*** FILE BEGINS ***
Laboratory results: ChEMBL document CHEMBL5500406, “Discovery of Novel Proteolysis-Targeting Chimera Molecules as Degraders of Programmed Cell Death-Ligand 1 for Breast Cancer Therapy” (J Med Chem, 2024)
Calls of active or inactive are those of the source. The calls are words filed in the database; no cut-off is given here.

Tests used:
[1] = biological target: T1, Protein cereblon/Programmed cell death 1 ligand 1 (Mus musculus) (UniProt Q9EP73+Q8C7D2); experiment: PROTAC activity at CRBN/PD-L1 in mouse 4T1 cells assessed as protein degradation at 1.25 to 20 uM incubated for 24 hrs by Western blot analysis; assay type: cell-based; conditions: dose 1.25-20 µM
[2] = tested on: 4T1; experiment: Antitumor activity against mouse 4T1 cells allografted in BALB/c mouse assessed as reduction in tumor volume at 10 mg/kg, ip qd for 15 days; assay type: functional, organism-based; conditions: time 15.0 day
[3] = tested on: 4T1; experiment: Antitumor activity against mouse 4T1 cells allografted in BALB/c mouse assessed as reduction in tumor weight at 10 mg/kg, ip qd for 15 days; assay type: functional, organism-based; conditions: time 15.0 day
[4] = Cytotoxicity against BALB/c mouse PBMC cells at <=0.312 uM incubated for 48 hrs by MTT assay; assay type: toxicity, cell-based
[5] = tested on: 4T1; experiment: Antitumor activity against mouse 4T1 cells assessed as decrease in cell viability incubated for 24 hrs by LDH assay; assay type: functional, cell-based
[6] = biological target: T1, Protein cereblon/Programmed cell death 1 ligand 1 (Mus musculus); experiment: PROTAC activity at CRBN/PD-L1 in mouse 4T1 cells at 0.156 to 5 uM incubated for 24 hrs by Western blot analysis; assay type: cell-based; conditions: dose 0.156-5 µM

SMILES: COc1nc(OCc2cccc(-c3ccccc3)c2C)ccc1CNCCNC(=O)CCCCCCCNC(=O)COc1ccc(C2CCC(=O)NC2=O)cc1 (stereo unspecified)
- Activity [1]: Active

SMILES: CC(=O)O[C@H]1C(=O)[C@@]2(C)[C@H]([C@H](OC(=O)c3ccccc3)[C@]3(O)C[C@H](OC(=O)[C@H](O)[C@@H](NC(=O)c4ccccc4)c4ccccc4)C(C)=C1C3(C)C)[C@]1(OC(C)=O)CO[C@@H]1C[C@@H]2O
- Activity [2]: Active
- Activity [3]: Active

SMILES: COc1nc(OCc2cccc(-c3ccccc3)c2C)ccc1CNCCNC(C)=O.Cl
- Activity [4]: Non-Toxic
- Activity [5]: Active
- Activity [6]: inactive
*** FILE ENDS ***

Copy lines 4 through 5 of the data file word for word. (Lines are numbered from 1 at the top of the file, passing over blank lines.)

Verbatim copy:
[1] = biological target: T1, Protein cereblon/Programmed cell death 1 ligand 1 (Mus musculus) (UniProt Q9EP73+Q8C7D2); experiment: PROTAC activity at CRBN/PD-L1 in mouse 4T1 cells assessed as protein degradation at 1.25 to 20 uM incubated for 24 hrs by Western blot analysis; assay type: cell-based; conditions: dose 1.25-20 µM
[2] = tested on: 4T1; experiment: Antitumor activity against mouse 4T1 cells allografted in BALB/c mouse assessed as reduction in tumor volume at 10 mg/kg, ip qd for 15 days; assay type: functional, organism-based; conditions: time 15.0 day